New director and co-writer Shane Black's fingerprints appear throughout - touchstones seemingly lifted directly from the cutting room floor of Black and Downey Jr's previous collaboration, Kiss Kiss Bang Bang. The dialogue has taken a silver-tongued turn towards Black's personal brand of quirk - to which Downey Jr is perfectly suited, let it be known - and he also retains his proven stylistic pretensions, giving the darker aspects of the story a deliciously noire-ish feel. This is particularly evident in its development of Pepper Potts from damsel in distress (in heels), to femme fatale (in track pants), with Black coaxing a fierce performance from Paltrow that surprises and thrills (and as evidenced by my choice of poster at the top, might be my favourite thing in it).

Elsewhere, Downey Jr is Tony Stark - if they intend to replace him at any point, they're going to have their work more than cut out. There would be more to say if he had put a foot wrong - but even with a slightly grimmer character to grapple with, his performance effortlessly adapts. Ben Kingsley is...eh...in the film. To say more about his performance is to spoil quite what makes it so good, so we'll move on. Guy Pearce is wondefully sly as industrialist Aldrich Killian, 'before' and 'after' aspects of the character juxtaposing mouse against snake. The transition is believable, and he does his fair share of service to the plot. Rebecca Hall, Don Cheadle and Jon Favreau are very much plot fodder, though they all do better than relatively under-written roles warrant. Best of the rest is James Badge Dale as First Henchman™, lip-lickingly evil and very much the deserving recipient of a comeuppance.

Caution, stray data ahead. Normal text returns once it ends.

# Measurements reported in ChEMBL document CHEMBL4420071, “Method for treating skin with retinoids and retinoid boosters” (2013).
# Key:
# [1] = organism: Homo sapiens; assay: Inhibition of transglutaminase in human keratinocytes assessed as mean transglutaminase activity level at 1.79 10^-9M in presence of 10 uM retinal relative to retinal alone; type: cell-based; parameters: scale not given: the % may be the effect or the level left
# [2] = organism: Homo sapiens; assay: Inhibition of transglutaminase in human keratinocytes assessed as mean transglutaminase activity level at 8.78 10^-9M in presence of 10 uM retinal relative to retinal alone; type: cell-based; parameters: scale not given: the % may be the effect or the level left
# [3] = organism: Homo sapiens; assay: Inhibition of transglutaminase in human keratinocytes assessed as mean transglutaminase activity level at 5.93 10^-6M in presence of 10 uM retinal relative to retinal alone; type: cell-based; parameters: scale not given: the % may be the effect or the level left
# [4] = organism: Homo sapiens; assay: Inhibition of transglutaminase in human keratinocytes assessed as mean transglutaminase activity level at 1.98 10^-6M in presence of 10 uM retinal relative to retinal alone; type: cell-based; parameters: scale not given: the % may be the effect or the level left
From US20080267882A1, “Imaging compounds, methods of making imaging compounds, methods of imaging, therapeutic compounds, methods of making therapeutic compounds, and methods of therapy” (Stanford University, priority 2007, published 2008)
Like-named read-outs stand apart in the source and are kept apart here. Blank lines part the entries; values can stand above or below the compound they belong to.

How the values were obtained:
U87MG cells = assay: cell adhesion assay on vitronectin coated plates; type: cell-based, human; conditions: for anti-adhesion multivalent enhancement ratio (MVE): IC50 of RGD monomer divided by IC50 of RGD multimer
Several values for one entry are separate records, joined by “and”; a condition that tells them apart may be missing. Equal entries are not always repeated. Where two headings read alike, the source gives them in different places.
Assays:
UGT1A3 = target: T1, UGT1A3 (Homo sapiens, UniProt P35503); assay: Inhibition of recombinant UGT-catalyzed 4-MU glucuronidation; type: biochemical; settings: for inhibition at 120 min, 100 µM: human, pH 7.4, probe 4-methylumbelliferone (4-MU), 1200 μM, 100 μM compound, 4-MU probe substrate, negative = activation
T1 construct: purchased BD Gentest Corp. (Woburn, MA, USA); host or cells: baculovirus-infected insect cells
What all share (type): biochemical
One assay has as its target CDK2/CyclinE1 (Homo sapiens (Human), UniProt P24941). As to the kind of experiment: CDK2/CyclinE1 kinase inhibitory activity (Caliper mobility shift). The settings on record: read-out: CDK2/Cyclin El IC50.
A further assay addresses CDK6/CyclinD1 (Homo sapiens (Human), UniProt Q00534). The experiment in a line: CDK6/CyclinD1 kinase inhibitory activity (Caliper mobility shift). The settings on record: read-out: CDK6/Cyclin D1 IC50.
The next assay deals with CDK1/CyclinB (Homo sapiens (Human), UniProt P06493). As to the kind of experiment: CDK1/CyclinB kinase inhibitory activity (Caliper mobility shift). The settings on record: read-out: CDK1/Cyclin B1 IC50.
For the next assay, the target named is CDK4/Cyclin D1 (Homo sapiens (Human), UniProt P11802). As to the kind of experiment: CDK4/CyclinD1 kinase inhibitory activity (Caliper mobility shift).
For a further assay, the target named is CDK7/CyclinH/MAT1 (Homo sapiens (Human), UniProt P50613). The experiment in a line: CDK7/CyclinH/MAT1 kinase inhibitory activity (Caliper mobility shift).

Come the end of it. the very best thing about the film - as I've been hinting at - is the way that it doesn't quite play out how you think it might've. The narrative heads roughly down the expected path, but there's a couple of surprising turns come the end of the second and third acts that really speak volumes about quite how bold they're being with this whole thing. And it works - it's a great sequel, both to The Avengers, and to Iron Man 2, and an exciting, darkly humourous ride in its own right. Plus I was late seeing it, so if you haven't seen it at this point...what exactly have you been doing with yourself? See it. Again, if you have to.